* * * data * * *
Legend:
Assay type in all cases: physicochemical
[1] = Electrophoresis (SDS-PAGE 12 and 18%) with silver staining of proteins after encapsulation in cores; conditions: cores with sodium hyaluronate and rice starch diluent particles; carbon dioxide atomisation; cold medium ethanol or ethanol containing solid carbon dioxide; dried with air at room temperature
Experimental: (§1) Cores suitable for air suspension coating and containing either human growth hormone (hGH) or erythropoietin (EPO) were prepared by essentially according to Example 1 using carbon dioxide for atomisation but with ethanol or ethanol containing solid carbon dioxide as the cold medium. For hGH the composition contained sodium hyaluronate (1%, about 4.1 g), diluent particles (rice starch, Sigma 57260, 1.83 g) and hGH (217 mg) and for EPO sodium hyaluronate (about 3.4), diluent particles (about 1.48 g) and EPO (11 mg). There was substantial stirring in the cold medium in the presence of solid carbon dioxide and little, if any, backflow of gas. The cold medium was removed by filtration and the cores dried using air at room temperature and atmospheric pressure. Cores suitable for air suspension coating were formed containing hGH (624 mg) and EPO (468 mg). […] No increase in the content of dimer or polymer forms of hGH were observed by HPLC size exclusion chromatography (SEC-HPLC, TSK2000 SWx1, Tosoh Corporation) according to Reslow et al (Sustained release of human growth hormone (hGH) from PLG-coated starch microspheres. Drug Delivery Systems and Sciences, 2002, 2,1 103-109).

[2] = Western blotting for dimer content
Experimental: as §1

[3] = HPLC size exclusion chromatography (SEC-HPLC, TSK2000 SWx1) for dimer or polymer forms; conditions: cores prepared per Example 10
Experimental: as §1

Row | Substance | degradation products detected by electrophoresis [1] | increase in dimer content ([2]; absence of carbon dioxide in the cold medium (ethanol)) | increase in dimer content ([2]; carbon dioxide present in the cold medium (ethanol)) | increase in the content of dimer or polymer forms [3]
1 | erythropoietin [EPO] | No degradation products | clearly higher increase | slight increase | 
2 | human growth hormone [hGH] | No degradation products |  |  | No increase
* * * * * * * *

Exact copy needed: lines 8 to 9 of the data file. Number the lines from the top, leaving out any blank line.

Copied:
Experimental: as §1

Row | Substance | degradation products detected by electrophoresis [1] | increase in dimer content ([2]; absence of carbon dioxide in the cold medium (ethanol)) | increase in dimer content ([2]; carbon dioxide present in the cold medium (ethanol)) | increase in the content of dimer or polymer forms [3]